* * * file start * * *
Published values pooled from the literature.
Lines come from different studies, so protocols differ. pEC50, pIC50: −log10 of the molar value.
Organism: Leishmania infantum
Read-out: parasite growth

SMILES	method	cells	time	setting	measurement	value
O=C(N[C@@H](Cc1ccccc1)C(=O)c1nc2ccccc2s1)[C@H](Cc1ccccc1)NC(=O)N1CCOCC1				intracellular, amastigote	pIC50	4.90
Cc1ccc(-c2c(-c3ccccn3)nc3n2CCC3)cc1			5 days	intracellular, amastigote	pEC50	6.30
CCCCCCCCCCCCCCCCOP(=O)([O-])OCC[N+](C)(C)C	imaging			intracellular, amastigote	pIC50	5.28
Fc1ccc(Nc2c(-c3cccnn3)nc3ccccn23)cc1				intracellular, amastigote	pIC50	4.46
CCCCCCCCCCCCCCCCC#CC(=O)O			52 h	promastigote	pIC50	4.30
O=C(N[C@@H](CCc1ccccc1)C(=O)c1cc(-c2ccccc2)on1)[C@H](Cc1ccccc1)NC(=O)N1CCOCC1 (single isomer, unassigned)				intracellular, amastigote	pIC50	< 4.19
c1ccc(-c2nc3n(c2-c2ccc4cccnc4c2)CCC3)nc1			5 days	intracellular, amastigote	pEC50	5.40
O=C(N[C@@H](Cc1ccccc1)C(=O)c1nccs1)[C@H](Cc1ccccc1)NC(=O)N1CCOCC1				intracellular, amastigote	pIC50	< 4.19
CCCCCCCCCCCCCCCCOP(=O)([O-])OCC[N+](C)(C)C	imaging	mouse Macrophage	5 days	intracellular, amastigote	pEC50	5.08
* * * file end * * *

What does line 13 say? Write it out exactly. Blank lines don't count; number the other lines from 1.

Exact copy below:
O=C(N[C@@H](Cc1ccccc1)C(=O)c1nccs1)[C@H](Cc1ccccc1)NC(=O)N1CCOCC1				intracellular, amastigote	pIC50	< 4.19